On Friday June 11th 1948 the Nuneaton Observer reported on the grandiose visit by the Chief of the Imperial General Staff, to unveil the new inscription on the Riversley Park War Memorial to the serving men and air raid victims who fell during WWII.
The ‘familiar bereted figure’ drove from the Long Shoot-Watling Street junction to the Council House in his famous Humber “Victory” car, escorted by civic and other representatives.
School children gathered and cheered
At the Higham Lane junction school children had gathered and cheered, buoyed by the car slowing down and Montgomery recognising their welcome. Furthermore, the Observer noted ‘deafening cheers from the huge crowd in Coventry Street and the Coton Road when the “victory” car drew up at the Council House’. Instead of driving to the park he walked on foot, through the crowd, with the Mayor. The Observer writes ‘There was an unforgettable scene in Riversley Park where a vast throng of people had gathered.’
The Field Marshal proceeded to inspect the guard of honour, provided by H.M.S. Gamecock, and ‘took a special interest in the “Gamecock” mascot, “Jimmie,” a striking cock bird, which made its first public appearance on the occasion of Princess Elizabeth’s visit to Coventry.’
Montgomery addressed the crowd
Viscount Montgomery addressed the crowd:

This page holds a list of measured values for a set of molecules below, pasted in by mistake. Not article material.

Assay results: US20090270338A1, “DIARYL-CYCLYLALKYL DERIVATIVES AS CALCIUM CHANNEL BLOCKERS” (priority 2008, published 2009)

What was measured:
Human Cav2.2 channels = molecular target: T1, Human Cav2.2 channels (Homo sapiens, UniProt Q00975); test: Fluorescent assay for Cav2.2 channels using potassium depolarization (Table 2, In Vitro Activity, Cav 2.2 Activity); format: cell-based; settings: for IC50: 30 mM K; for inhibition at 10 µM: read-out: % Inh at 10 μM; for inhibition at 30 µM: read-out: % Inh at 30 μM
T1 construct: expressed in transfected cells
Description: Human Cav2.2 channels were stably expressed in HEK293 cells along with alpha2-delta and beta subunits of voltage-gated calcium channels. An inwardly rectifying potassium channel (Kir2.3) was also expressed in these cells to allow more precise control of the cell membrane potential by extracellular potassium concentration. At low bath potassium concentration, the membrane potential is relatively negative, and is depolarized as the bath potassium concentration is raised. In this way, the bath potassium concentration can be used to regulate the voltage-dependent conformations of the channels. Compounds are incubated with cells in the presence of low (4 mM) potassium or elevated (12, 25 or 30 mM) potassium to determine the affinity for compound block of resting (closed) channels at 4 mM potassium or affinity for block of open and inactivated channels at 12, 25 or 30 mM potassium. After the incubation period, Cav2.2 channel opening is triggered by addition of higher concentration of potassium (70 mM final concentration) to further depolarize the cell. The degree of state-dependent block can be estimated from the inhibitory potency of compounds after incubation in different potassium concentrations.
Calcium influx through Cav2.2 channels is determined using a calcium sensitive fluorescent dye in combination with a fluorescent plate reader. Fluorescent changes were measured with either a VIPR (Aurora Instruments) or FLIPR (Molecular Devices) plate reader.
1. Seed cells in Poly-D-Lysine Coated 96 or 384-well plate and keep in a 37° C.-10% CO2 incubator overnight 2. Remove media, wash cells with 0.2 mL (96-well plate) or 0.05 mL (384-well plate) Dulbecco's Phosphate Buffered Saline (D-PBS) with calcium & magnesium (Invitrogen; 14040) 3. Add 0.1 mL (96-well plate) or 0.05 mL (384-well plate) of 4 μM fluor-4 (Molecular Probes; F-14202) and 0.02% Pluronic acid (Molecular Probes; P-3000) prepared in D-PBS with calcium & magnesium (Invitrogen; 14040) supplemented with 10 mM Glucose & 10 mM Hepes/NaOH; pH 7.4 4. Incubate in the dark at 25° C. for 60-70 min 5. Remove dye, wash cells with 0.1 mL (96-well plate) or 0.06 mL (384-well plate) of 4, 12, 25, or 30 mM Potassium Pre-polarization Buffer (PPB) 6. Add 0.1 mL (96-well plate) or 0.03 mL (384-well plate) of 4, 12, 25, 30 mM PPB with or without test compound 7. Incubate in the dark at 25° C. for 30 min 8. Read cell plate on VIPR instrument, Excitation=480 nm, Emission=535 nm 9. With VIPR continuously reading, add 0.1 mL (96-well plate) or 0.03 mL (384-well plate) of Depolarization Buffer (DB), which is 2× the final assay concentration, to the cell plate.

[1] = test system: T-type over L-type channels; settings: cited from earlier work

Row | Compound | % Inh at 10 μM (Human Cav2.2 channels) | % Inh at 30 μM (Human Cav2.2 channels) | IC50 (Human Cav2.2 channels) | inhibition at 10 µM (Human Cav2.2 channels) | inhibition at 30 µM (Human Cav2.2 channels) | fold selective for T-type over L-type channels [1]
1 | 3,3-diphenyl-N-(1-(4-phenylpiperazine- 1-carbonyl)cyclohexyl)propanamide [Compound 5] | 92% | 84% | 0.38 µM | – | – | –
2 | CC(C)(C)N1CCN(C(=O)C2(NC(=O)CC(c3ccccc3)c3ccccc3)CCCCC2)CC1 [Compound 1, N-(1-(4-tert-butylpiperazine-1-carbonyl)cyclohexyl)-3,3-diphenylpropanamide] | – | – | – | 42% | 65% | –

I am very glad to come here today to perform the unveiling of the War Memorial. The inscription has been altered so that this fine monument may preserve the memory of those gallant men and women of Nuneaton who gave their lives during the Second World War.
I have been very moved by this ceremony, especially as it takes place in the county of Warwickshire. My own connections with this county are very close. As a young office, I was commissioned into the Royal Warwickshire Regiment and the whole of my regimental service was spent in it. It was in these earlier days of my Army career that I learnt the groundwork of soldiering. Now I have the honour to be the Colonel of my Regiment.
The …Observer reported ‘The solemnity of the occasion was deeply felt as the Field Marshal unveiled the inscription and then stood to attention before the memorial as “The Last Post” was sounded. Then followed an impressive two minutes silence.’